Quebec’s Reformist Left: The Stalinists...
To understand the political bankruptcy of the various left groups in QS, it helps to look back at their political origins. The PCQ and CPC are by-products of the Stalinist political counterrevolution in the Soviet Union that began in 1923-24. After years of war and isolation for the young Soviet workers state, and following the defeat of workers revolution in the industrial powerhouse of Germany, a bureaucracy led by J.V. Stalin usurped political power from an exhausted and demoralized Soviet proletariat. While not undoing the world-historic gains of the October Revolution—the overturn of capitalist class rule and state control of industry and foreign trade—the Stalinists rejected its internationalist revolutionary purpose. Instead, under the anti-Marxist dogma of building “socialism in one country,” they pursued a course of “peaceful coexistence” with imperialism.
The Communist parties around the world were transformed into reformist outfits seeking the good graces of “progressive” capitalists. In Canada, the Stalinist CPC has for decades championed Canadian nationalism, and has thus been thoroughly hostile to Quebec’s national aspirations. This has produced repeated splits by its Quebec affiliates who have, in turn, embraced Quebec nationalism.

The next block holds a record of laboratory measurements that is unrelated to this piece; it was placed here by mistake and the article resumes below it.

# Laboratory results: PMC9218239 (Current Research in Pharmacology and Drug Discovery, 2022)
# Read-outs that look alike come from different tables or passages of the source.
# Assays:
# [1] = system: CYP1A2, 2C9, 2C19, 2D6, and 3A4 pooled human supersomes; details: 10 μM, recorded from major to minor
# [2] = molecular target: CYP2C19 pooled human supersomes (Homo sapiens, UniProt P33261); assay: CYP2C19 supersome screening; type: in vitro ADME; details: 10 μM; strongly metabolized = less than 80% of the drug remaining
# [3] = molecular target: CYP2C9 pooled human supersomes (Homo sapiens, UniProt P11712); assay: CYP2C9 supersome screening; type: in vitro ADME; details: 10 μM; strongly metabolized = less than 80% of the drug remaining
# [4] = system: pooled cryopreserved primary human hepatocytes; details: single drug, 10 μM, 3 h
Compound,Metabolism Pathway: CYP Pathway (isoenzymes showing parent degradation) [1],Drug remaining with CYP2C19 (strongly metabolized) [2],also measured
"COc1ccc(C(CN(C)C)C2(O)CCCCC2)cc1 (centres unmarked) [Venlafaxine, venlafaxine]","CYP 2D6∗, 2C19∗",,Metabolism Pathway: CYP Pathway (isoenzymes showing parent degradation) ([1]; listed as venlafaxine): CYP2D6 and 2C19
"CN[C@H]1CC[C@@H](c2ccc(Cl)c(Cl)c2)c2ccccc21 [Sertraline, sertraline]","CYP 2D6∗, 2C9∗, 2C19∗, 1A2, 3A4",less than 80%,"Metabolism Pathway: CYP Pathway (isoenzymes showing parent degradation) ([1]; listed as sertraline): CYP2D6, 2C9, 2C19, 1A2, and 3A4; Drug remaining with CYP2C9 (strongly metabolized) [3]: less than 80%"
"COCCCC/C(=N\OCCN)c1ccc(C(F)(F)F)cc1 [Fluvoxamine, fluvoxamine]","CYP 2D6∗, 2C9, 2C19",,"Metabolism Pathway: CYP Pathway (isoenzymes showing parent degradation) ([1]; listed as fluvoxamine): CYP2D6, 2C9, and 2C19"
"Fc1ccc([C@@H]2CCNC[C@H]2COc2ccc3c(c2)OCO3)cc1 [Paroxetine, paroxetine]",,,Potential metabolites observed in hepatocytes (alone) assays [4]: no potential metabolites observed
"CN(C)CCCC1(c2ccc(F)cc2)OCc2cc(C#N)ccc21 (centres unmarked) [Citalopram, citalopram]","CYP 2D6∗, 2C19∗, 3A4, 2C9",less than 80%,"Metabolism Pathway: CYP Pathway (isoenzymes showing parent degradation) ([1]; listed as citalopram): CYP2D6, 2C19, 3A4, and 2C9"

The 1960s and early ’70s saw a global radicalization among youth, initially based on solidarity with the struggles of oppressed peoples in Cuba, Vietnam and elsewhere. Following the May-June 1968 general strike in France, which posed the possibility of workers revolution in the heart of Europe, many of these young leftists were attracted to Marxism as they understood it. In Quebec the bulk of such youth were won to the then more left-talking variant of Stalinism associated with Chinese leader Mao Zedong. By the mid-1970s, self-described “Marxist-Leninist” (Maoist) groups had thousands of members in Quebec.
But Maoism was (and is) a variant of Stalinist class collaborationism, having nothing in common with authentic Marxism. Deeply hostile to the Soviet Union following the Sino-Soviet split, by the 1970s the Chinese bureaucracy around Mao had forged a counterrevolutionary alliance with U.S. imperialism against the USSR. This led it to back bloody U.S.-allied despots like the Shah of Iran, support the white-supremacist rulers of South Africa against Soviet-allied black Angola, and demand the strengthening of NATO.
Carrying out the logic of Stalinist class collaboration at home, the Quebec Maoists supported a “united” Canada as a supposed bulwark against the “superpowers,” the U.S. and especially the USSR. The largest Maoist group, Roger Rashi’s Canadian Communist League (Marxist-Leninist)—later renamed the Workers Communist Party—publicly campaigned to strengthen the Canadian armed forces against “the voracious appetites of the superpowers” (The Forge, 3 June 1976). With the onset of Washington’s renewed anti-Soviet Cold War at the end of the 1970s, Quebec’s large Maoist organizations crumbled under the weight of their own contradictions and soon disappeared. Today, the leaderships of Quebec’s bourgeois and petty-bourgeois nationalist organizations are studded with housebroken one-time Maoists like QS leader Françoise David and Bloc Québécois head Gilles Duceppe.